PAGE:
SN 1993J was discovered March 28, 1993, by Francisco Garcia Diaz, an amateur astronomer in Lugo, Spain, using a 10-inch Newtonian telescope. Located in M81, a spiral galaxy in the constellation Ursa Major, the distance of this supernova from Earth is estimated to be 11 million light-years. Its proximity and its radio brightness have offered a unique opportunity for very long baseline interferometry studies. Using radio antennas in the Very Long Baseline Array, the Very large Array, and various tracking stations around the world, astronomers have been able to study the structure of the supernova in detail. By observing at regular intervals, they have produced this sequence of images showing a shell-like radio structure that has expanded for seven years with circular symmetry. At first the expansion rate was nearly 10,000 miles per second, but it has decelerated since, and had slowed to less than 6,000 miles per second by February, 2000. The color scale represents the brightness of the radio emission, with blue being faintest and red brightest.
Observations made using a global array with 11 to 18 telescopes, 12-18 hrs per session. All sessions phase-referenced to the nuclear radio source of M81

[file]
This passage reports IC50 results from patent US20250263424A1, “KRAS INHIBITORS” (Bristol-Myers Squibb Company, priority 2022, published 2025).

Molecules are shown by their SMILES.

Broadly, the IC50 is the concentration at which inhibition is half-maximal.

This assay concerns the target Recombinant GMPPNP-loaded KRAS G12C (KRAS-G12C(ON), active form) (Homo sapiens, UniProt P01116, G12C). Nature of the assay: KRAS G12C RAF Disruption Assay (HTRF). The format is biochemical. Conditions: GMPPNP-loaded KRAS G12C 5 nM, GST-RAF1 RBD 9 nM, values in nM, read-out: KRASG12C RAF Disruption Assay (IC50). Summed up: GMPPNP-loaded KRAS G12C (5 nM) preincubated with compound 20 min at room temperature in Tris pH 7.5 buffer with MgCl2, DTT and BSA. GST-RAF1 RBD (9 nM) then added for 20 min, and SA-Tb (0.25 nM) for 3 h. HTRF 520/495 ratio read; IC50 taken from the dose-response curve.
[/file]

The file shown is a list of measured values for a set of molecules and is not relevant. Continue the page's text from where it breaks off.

Legacy Astronomical Images
NRAO/AUI/NSF does not hold full copyright for this image. Contact the archivist for details.
Legacy Astronomical Image
N. Bartel, M. Bietenholz, M. Rupen, et al.
N. Bartel, M. F. Bietenholz, M. P. Rupen
Very Long Baseline Array (VLBA)
Green Bank Telescope (GBT)
Type of Observation
Center of Image
RA 9:55:24.775, Dec: 69:1:13.703 (J2000)
Field of View
0.000003 x 0.000003 degrees
Contact the archivist for a high resolution tif of this image.
Galactic Sources Series
Legacy Astronomical Images, “Supernova 1993J,” NRAO Archives, accessed August 12, 2022, https://www.nrao.edu/archives/items/show/33526.